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by Dr. Stephanie Ellis

Several days ago, I was listening to the radio and heard an interview with the First Lady of Afghanistan, Rula Ghani, speaking (in part) about the United States’ relationship with her country. The part of her message that really struck a chord with me was this: She asked the US to continue supporting Afghanistan, but to do so without pity, understanding that the Afghan people (including Afghan women) are a strong, motivated people.

I don’t think many of us know how to do that. And I don’t mean in a foreign policy sort of way. I think that American culture has such a strong focus on independence that we often don’t understand the concept that someone might need or want support, but still not need to be viewed as dependent or made to be dependent.

Consider all the “give support” commercials you can think of. Do starving children and sick puppies and Sarah McLachlan come to mind? Trust me, they do those kinds of commercials because they are the most effective ones at opening pocketbooks.

Can you imagine a commercial that said “The Help-Us-Help-Others organization is functioning well? We have a strong group of volunteers, and the people we serve are strong. Our financial situation is not dire, but adequate. God will meet our basic needs; we don’t have any concern about that. And if we have to change the way function or provide services based on what we have now, that’s also legitimately fine. We will not fall apart if you don’t support us. But it would be nice, and you would be helping, and we and the others who rely on us would benefit. Please donate!”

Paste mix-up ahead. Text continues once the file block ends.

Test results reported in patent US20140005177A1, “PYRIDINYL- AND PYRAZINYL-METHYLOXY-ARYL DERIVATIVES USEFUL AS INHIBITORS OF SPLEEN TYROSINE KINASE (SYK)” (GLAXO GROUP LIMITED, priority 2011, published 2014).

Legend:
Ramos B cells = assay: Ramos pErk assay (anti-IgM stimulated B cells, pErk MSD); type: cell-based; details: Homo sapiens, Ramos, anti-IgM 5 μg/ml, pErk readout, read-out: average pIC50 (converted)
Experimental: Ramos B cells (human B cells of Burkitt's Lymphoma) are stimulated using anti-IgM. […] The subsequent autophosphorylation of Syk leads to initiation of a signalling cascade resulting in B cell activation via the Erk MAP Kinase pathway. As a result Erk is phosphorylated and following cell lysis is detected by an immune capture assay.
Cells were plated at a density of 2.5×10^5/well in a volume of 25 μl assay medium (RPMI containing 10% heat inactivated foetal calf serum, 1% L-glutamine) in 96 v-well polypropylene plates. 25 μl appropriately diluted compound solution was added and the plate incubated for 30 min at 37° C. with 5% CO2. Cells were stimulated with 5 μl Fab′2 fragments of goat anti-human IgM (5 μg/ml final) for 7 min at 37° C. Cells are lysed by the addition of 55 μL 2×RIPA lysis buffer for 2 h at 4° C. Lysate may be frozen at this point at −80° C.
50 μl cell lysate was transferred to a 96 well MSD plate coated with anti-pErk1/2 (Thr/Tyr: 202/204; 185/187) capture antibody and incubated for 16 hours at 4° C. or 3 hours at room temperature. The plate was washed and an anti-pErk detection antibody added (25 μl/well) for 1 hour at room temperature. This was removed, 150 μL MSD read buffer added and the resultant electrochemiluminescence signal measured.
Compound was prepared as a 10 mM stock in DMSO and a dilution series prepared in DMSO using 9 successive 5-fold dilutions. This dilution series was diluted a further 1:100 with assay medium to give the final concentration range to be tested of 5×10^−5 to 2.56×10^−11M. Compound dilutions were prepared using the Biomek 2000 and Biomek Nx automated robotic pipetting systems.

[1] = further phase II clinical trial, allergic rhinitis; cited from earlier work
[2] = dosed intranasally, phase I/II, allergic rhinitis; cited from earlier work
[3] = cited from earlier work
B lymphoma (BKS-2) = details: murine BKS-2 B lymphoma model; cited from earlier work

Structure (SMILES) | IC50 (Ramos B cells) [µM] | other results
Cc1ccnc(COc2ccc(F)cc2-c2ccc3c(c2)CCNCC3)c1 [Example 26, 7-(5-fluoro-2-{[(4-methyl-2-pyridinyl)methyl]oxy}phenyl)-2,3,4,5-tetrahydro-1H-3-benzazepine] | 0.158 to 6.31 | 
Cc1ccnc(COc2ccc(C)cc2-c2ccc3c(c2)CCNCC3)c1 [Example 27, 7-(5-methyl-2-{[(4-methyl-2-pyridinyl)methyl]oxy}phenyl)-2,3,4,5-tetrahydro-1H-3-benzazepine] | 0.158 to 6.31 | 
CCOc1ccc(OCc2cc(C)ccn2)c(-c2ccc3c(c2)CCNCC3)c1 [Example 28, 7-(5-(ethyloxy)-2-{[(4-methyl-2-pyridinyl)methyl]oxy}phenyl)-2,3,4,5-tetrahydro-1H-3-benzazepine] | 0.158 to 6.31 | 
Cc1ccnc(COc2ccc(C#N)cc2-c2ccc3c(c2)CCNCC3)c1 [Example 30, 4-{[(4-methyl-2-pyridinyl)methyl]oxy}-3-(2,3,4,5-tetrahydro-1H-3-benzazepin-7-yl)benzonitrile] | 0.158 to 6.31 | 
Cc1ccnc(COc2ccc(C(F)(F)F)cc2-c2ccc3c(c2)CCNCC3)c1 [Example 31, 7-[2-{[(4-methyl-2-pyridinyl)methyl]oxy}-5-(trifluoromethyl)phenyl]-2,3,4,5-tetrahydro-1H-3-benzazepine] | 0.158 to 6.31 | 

When you first read that, does it sound a little crazy?! Read it again. And read it again, if you need to. Read it until you realize that almost always true, and it’s still worth helping.

SO, how can we do this better?

How can students support each other better? How can faculty support students, faculty support each other, church members support each other in a way that honors the strength and dignity of the other person, and doesn’t enable them in becoming dependent, while still providing what they need?

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